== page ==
It began without a form of address, and it ended without a signature. Thus it ran:

“I must request you to delay for a little while the explanation which you have promised me. At my age, painful surprises are very trying things. I must have time to compose myself, before I can hear what you have to say. You shall not be kept waiting longer than I can help. In the meanwhile everything will go on as usual. My nephew Julian, and Horace Holmcroft, and the lady whom I found in the dining-room, will, by my desire, remain in the house until I am able to meet them, and to meet you, again.”

There the note ended. To what conclusion did it point?

Had Lady Janet really guessed the truth? or had she only surmised that her adopted daughter was connected in some discreditable manner with the mystery of “Mercy Merrick”? The line in which she referred to the intruder in the dining-room as “the lady” showed very remarkably that her opinions had undergone a change in that quarter. But was the phrase enough of itself to justify the inference that she had actually anticipated the nature of Mercy’s confession? It was not easy to decide that doubt at the moment—and it proved to be equally difficult to throw any light on it at an aftertime. To the end of her life Lady Janet resolutely refused to communicate to any one the conclusions which she might have privately formed, the griefs which she might have secretly stifled, on that memorable day.

Amid much, however, which was beset with uncertainty, one thing at least was clear. The time at Mercy’s disposal in her own room had been indefinitely prolonged by Mercy’s benefactress. Hours might pass before the disclosure to which she stood committed would be expected from her. In those hours she might surely compose her mind sufficiently to be able to write her letter of confession to Julian Gray.

Once more she placed the sheet of paper before her. Resting her head on her hand as she sat at the table, she tried to trace her way through the labyrinth of the past, beginning with the day when she had met Grace Roseberry in the French cottage, and ending with the day which had brought them face to face, for the second time, in the dining-room at Mablethorpe House.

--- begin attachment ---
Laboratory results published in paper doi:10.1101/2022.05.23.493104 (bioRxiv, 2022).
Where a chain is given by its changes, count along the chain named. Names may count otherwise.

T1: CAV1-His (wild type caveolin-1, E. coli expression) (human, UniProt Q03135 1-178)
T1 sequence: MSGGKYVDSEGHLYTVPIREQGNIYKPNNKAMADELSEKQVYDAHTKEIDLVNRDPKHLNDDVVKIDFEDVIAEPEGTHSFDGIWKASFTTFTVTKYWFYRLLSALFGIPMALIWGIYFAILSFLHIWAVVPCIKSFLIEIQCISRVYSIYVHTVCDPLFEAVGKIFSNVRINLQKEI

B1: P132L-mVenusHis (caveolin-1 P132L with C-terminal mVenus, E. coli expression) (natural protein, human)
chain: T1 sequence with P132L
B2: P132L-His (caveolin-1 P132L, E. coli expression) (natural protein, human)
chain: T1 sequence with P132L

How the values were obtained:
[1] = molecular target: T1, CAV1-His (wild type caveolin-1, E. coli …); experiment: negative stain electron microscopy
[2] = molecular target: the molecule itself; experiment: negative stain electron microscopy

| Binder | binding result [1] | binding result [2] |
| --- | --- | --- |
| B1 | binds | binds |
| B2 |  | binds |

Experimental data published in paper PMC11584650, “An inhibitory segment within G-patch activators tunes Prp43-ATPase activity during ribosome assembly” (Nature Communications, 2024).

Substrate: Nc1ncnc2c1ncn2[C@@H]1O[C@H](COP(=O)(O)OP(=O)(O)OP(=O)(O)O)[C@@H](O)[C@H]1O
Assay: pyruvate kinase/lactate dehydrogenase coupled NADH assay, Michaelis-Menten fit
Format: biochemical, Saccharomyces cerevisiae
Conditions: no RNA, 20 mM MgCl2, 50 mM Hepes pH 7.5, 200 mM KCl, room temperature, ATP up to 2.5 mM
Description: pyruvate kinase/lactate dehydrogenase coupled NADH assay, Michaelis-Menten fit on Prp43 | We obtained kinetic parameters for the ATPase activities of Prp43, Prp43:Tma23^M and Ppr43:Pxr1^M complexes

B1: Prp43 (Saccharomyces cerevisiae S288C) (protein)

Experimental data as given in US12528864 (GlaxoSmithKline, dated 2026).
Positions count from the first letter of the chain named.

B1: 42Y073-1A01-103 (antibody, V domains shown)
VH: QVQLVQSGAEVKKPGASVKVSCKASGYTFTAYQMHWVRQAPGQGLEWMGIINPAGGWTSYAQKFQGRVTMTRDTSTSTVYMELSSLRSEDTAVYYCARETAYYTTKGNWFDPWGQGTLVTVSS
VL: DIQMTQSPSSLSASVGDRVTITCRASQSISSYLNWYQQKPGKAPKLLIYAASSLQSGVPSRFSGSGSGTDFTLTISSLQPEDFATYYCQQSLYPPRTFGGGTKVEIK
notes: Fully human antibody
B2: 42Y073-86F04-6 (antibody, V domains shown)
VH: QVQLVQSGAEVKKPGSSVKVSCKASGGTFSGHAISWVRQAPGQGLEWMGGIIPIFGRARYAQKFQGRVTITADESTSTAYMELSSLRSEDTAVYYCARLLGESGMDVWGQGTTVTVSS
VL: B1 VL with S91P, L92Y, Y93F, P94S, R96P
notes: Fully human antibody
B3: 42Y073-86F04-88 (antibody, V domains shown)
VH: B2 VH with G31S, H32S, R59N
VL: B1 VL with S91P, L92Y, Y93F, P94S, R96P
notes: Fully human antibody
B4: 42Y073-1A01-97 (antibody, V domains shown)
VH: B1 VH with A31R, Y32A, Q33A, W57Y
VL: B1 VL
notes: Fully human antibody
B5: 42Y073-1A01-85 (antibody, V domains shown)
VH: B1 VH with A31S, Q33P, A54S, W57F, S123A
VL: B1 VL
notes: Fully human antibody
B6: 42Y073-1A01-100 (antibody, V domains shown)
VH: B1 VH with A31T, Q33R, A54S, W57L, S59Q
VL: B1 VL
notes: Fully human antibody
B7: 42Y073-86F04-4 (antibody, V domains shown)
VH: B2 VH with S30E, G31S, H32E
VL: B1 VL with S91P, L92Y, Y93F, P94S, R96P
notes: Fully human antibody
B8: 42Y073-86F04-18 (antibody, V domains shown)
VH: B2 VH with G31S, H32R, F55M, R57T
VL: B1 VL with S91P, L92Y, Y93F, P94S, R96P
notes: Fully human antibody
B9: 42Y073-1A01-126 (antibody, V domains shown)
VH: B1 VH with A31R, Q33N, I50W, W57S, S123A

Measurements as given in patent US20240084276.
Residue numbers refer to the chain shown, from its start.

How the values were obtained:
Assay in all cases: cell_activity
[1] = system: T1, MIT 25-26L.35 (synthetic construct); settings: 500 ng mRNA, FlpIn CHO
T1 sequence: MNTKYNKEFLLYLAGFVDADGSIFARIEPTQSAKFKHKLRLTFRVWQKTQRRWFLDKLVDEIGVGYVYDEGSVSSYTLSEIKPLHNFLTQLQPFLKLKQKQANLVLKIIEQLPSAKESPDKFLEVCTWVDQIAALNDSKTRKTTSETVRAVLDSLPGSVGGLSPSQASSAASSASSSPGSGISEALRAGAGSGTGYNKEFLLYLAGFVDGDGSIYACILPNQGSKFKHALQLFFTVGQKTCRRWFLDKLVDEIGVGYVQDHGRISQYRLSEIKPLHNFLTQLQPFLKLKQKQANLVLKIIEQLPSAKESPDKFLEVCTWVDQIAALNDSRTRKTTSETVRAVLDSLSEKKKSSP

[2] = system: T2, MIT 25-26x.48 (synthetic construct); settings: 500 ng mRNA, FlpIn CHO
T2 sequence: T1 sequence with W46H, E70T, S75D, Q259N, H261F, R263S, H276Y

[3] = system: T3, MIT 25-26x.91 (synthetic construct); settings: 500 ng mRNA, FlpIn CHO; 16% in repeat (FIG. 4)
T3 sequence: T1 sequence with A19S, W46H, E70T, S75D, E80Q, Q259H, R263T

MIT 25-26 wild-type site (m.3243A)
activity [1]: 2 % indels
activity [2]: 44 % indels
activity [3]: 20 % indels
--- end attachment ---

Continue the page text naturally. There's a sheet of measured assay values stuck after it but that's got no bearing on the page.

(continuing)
The chain of events began to unroll itself in her mind clearly, link by link.

She remarked, as she pursued the retrospect, how strangely Chance, or Fate, had paved the way for the act of personation, in the first place.

If they had met under ordinary circumstances, neither Mercy nor Grace would have trusted each other with the confidences which had been exchanged between them. As the event had happened, they had come together, under those extraordinary circumstances of common trial and common peril, in a strange country, which would especially predispose two women of the same nation to open their hearts to each other. In no other way could Mercy have obtained at a first interview that fatal knowledge of Grace’s position and Grace’s affairs which had placed temptation before her as the necessary consequence that followed the bursting of the German shell.

Advancing from this point through the succeeding series of events which had so naturally and yet so strangely favored the perpetration of the fraud, Mercy reached the later period when Grace had followed her to England. Here again she remarked, in the second place, how Chance, or Fate, had once more paved the way for that second meeting which had confronted them with one another at Mablethorpe House.

She had, as she well remembered, attended at a certain assembly (convened by a charitable society) in the character of Lady Janet’s representative, at Lady Janet’s own request. For that reason she had been absent from the house when Grace had entered it. If her return had been delayed by a few minutes only, Julian would have had time to take Grace out of the room, and the terrible meeting which had stretched Mercy senseless on the floor would never have taken place. As the event had happened, the period of her absence had been fatally shortened by what appeared at the time to be, the commonest possible occurrence. The persons assembled at the society’s rooms had disagreed so seriously on the business which had brought them together as to render it necessary to take the ordinary course of adjourning the proceedings to a future day. And Chance, or Fate, had so timed that adjournment as to bring Mercy back into the dining-room exactly at the moment when Grace Roseberry insisted on being confronted with the woman who had taken her place.